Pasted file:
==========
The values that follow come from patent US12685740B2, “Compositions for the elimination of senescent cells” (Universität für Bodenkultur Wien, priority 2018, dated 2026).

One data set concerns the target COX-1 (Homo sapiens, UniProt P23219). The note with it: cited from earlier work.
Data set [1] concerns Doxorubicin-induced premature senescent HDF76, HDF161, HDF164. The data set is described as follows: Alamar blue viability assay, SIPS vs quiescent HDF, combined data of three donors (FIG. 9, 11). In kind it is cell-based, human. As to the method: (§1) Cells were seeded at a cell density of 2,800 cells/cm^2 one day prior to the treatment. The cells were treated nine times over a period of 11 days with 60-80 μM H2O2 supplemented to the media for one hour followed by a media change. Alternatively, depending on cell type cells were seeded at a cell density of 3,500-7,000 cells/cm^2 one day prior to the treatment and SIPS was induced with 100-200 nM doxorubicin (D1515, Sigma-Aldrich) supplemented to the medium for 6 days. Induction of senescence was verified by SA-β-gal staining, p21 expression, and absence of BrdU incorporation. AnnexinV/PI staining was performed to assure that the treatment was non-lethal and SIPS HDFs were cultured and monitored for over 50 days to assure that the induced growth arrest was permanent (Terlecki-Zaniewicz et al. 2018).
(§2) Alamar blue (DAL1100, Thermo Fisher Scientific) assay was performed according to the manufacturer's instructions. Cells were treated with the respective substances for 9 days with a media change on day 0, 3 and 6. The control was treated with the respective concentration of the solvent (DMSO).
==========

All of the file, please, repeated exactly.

The values that follow come from patent US12685740B2, “Compositions for the elimination of senescent cells” (Universität für Bodenkultur Wien, priority 2018, dated 2026).

One data set concerns the target COX-1 (Homo sapiens, UniProt P23219). The note with it: cited from earlier work.
Data set [1] concerns Doxorubicin-induced premature senescent HDF76, HDF161, HDF164. The data set is described as follows: Alamar blue viability assay, SIPS vs quiescent HDF, combined data of three donors (FIG. 9, 11). In kind it is cell-based, human. As to the method: (§1) Cells were seeded at a cell density of 2,800 cells/cm^2 one day prior to the treatment. The cells were treated nine times over a period of 11 days with 60-80 μM H2O2 supplemented to the media for one hour followed by a media change. Alternatively, depending on cell type cells were seeded at a cell density of 3,500-7,000 cells/cm^2 one day prior to the treatment and SIPS was induced with 100-200 nM doxorubicin (D1515, Sigma-Aldrich) supplemented to the medium for 6 days. Induction of senescence was verified by SA-β-gal staining, p21 expression, and absence of BrdU incorporation. AnnexinV/PI staining was performed to assure that the treatment was non-lethal and SIPS HDFs were cultured and monitored for over 50 days to assure that the induced growth arrest was permanent (Terlecki-Zaniewicz et al. 2018).
(§2) Alamar blue (DAL1100, Thermo Fisher Scientific) assay was performed according to the manufacturer's instructions. Cells were treated with the respective substances for 9 days with a media change on day 0, 3 and 6. The control was treated with the respective concentration of the solvent (DMSO).